Towards a true Constitutional Court

Jun 11 2014, 02:04 IST
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SummaryNow it is for the new government to take a call on whether or not to make the Supreme Court the Constitutional Court of the country and set up four National Courts of Appeal.

The huge backlog of cases in courts and the delays in the administration of justice have made lawyers revive the demand for setting up of Constitutional and Cassation Courts as the step may ease the work of the Supreme Court. Cries for such parallel set-ups have become louder as lawyers feel that establishing Supreme Court benches in three different regions will facilitate quality legal services at the doorstep.

The Bombay Lawyers Association has written a letter to the Union law minister Ravi Shankar Prasad suggesting that the Constitution Bench of the apex court can remain in Delhi while the other three regional benches can be formed for dealing with appeals from high courts in their respective regions—west, east and south. This can save both time and money as the lawyers would not be forced to travel to Delhi for appeals in the apex court.

Restructuring of the Supreme Court has been long on the Law Commission’s agenda. The Law Commission in 2009, under the chairmanship of Justice AR Lakshmanan, had recommended that Supreme Court benches be set up in Chennai/Hyderabad, Kolkata and Mumbai to enhance accessibility to litigants due to increasing number of appeals against lower court orders.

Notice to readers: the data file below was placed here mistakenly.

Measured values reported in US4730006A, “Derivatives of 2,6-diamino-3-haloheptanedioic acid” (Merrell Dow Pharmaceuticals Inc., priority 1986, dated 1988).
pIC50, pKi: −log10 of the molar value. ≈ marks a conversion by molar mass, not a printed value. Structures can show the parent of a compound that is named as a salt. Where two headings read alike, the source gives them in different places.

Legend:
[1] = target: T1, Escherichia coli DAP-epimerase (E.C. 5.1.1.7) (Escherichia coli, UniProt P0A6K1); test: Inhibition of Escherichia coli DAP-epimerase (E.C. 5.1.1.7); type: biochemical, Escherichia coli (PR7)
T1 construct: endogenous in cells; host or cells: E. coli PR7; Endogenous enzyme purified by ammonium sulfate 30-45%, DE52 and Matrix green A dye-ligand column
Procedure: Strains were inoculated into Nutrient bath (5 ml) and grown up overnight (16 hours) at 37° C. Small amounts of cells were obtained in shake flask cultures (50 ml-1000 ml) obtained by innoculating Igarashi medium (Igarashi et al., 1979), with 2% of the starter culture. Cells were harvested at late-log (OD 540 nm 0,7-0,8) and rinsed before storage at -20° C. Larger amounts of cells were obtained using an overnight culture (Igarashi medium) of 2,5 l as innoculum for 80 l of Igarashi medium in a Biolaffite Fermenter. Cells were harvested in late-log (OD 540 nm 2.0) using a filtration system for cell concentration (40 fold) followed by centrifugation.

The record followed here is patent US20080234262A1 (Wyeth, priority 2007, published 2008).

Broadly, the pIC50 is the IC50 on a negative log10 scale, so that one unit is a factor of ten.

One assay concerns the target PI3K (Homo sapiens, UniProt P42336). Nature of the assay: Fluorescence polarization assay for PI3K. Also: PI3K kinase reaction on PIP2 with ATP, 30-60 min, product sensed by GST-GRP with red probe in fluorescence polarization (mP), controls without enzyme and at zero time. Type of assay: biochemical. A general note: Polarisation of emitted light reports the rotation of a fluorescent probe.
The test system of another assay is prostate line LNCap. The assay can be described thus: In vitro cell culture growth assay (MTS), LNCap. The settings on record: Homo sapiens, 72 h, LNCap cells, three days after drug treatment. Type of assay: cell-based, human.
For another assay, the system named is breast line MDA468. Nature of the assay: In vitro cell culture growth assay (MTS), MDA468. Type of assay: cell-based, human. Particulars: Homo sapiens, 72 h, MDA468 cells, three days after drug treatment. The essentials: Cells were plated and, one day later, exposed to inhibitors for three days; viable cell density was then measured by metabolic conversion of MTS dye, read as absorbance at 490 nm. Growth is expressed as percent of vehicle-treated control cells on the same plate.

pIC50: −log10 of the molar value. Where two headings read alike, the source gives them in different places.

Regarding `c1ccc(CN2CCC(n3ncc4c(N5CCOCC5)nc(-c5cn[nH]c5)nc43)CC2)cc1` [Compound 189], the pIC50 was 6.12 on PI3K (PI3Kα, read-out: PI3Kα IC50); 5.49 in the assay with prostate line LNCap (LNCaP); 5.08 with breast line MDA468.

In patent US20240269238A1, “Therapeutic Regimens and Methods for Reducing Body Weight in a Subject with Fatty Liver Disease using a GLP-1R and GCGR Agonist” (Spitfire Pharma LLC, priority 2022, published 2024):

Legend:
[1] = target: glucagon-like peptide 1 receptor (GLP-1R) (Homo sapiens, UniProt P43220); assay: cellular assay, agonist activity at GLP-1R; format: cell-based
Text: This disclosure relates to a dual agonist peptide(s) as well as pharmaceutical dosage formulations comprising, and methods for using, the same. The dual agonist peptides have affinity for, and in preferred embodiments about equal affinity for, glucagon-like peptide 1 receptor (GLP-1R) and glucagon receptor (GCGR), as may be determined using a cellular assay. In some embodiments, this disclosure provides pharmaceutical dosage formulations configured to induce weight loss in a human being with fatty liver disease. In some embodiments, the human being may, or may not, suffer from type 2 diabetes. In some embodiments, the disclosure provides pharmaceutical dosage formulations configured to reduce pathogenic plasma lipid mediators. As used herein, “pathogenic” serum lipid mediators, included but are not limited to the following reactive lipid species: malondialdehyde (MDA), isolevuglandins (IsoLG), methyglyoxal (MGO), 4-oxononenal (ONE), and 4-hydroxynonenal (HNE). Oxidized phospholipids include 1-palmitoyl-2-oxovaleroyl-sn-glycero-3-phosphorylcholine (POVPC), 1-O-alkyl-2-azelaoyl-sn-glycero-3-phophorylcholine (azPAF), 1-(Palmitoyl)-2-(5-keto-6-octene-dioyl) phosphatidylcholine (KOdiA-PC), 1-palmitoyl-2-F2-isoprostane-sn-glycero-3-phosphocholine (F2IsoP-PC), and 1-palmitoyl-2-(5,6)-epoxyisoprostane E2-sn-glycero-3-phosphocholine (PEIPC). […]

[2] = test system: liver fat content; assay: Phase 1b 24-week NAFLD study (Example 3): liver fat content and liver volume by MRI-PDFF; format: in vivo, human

In its 2nd (2004), 6th (2005) and 15th (2006) reports, the Parliamentary Standing Committee on Law and Justice periodically suggested that the benches of the Supreme Court have to be established in the three regions in order to fulfil the vision of speedy justice for all. Even the panel in the 14th Lok Sabha, headed by Pranab Mukherjee, pointed out the necessity of setting up more benches to ameliorate hardship of litigants who travel long distances to reach the apex court.

However, such suggestions were rejected by the Supreme Court every time. Former Chief Justice KG Balakrishnan was against dividing the top institution’s unitary character. “I am not in favour of the disintegration of the Supreme Court. Personally I feel the Supreme Court cannot be in any other part of India. This is the highest court of the land. It is in the capital city of the land … It is a final court and we should maintain the integrity of the Supreme Court,” he said.

Recently, the apex court under former Chief Justice P Sathasivam entertained a PIL by Puducherry-based advocate V Vasantha Kumar on the issue. The top court has sought reply from the Centre and the law ministry on converting itself into the country’s

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